Civil Asset Forfeiture Ban Passed in New Mexico, Heads to Governor

SANTA FE, NM—On the final day of the 2015 legislative session, the Senate unanimously passed Representative Zachary Cook’s bill to end civil asset forfeiture—also known as “policing for profit”—in New Mexico. This unfair practice allows police to seize and keep property of citizens who haven’t even been charged with a crime, never mind convicted. Rep. Cook’s legislation would end the legal fiction of civil forfeiture—that property can be responsible for a crime—and replaces it with criminal forfeiture. Criminal forfeiture requires a conviction of a person as a prerequisite to losing property tied to the crime.

“Crime should not pay,” said Paul Gessing, President of the Rio Grande Foundation. “This bill strikes exactly the right balance by allowing law enforcement to bring criminals to justice while protecting the property rights of innocent New Mexicans.”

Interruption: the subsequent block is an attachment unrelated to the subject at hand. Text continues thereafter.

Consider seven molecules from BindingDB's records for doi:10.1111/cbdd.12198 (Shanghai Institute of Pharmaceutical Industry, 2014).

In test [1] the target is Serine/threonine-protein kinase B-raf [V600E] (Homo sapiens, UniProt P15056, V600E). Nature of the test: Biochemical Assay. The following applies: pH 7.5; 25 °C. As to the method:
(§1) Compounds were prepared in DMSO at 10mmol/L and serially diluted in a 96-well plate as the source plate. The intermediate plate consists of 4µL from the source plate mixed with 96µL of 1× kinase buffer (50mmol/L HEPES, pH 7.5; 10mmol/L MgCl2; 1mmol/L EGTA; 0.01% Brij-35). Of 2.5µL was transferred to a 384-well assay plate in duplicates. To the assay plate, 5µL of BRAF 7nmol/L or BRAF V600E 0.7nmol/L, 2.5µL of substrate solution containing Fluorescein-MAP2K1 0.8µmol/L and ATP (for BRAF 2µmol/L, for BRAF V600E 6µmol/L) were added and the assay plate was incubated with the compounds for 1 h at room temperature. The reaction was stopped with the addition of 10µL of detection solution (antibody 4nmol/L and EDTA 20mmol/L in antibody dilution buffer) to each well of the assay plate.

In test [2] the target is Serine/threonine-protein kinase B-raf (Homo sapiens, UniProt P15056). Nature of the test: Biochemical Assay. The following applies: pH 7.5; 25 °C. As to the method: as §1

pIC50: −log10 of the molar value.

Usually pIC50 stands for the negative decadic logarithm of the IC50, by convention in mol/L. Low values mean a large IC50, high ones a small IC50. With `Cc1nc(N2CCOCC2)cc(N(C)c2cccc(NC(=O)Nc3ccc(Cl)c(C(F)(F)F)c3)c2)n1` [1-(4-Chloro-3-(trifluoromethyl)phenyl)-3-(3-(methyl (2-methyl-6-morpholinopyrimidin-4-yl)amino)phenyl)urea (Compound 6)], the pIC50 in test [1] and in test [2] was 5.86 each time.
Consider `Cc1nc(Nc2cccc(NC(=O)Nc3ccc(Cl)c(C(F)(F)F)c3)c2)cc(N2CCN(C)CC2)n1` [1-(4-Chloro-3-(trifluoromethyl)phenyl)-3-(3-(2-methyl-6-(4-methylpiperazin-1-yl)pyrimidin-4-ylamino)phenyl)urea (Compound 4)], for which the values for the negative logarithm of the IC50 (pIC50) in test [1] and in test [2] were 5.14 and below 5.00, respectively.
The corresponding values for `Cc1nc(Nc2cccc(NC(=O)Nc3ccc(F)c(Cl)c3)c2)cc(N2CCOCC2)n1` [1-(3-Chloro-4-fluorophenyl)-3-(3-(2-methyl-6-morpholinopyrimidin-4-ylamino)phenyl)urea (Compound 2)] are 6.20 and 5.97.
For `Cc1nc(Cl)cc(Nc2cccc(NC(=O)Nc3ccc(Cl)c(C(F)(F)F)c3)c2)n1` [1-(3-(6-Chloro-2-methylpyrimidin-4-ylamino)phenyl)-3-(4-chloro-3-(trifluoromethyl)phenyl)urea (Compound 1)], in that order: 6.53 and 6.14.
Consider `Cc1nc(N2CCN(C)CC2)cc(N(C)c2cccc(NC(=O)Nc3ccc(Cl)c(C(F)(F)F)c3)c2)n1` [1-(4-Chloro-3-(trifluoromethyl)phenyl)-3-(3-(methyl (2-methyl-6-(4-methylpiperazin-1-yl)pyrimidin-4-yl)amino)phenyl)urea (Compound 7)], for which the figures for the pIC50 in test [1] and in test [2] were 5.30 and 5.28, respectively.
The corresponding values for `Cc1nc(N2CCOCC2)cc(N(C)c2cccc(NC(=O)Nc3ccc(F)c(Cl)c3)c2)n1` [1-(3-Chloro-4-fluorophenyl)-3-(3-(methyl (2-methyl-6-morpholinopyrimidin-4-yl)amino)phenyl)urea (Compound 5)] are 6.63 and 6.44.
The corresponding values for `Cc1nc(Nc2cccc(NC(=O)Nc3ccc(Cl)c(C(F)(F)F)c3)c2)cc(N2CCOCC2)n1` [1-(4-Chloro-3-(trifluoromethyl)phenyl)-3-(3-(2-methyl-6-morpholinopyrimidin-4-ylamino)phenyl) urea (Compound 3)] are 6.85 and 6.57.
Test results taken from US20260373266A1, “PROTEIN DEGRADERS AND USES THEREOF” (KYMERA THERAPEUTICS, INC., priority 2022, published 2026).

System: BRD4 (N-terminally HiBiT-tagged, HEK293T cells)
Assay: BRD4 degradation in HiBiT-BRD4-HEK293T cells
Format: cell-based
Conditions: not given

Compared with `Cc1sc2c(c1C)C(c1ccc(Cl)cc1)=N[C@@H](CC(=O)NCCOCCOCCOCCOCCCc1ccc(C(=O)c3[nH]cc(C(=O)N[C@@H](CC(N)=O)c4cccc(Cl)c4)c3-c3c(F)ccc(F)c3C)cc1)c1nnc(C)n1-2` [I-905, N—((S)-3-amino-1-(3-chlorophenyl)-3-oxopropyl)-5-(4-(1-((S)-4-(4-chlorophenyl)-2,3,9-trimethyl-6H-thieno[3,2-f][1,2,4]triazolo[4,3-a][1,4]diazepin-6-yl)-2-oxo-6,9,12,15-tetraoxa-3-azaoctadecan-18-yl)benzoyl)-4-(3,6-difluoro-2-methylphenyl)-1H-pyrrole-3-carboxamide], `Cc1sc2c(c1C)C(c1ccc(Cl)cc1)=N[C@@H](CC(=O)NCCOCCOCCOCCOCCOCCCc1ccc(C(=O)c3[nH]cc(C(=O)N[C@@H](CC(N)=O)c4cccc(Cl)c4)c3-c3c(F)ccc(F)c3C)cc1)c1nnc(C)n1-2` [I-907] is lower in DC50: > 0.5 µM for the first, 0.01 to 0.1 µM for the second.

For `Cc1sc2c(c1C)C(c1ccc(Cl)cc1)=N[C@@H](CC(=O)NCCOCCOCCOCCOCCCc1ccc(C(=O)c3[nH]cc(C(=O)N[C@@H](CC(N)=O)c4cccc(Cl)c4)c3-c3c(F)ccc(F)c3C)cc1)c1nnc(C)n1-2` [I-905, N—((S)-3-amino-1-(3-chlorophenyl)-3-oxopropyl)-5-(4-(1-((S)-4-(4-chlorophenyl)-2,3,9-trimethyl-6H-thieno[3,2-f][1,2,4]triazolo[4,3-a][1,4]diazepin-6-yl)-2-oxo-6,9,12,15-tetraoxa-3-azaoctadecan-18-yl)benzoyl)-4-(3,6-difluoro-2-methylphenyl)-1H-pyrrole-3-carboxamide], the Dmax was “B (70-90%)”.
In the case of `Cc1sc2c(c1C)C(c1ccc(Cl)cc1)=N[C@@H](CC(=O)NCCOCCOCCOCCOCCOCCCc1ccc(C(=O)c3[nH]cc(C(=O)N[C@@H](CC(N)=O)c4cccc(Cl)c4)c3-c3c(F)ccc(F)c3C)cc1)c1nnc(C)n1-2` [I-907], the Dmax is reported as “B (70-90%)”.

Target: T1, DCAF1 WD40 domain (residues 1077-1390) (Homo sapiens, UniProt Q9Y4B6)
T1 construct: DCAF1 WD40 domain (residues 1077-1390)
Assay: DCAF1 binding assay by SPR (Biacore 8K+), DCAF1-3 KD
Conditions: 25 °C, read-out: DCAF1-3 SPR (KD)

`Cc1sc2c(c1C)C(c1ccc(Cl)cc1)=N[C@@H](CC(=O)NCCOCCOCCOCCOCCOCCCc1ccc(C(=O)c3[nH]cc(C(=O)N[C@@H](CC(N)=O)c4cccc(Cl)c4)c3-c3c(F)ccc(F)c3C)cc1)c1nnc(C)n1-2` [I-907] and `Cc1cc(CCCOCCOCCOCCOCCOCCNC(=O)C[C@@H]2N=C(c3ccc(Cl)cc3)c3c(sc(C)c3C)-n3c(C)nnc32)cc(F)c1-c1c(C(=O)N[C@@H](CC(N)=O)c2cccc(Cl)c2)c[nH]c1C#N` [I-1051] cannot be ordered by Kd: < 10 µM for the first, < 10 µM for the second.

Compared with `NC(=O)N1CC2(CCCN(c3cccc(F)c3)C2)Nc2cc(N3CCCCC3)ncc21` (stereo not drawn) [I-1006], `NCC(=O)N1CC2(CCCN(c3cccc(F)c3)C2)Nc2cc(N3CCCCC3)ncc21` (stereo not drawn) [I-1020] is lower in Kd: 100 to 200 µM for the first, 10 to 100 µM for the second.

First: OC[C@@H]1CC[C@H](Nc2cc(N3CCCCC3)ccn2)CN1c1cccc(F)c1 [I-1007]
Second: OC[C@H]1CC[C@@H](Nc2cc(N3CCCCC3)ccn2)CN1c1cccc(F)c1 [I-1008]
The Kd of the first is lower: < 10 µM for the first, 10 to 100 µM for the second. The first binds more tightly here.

The bill enjoyed widespread bipartisan support at every stage of the legislative process, passing unanimously through every committee and both the House and Senate floors. This support mirrors the movement at the national level, which is fueled by a powerful partnership between conservative and liberal advocates. Bipartisan legislation has already been introduced in both houses of Congress that would dramatically reform federal civil asset forfeiture laws.

“This bill is one of the most powerful proposals in the country to end a practice that undermines American’s property rights and violates due process,” said Lee McGrath, legislative counsel for the Institute for Justice, a national organization pressing for forfeiture reform. “This is a big day for New Mexico.”

The proposal is also endorsed by the American Civil Liberties Union of New Mexico and the Drug Policy Alliance.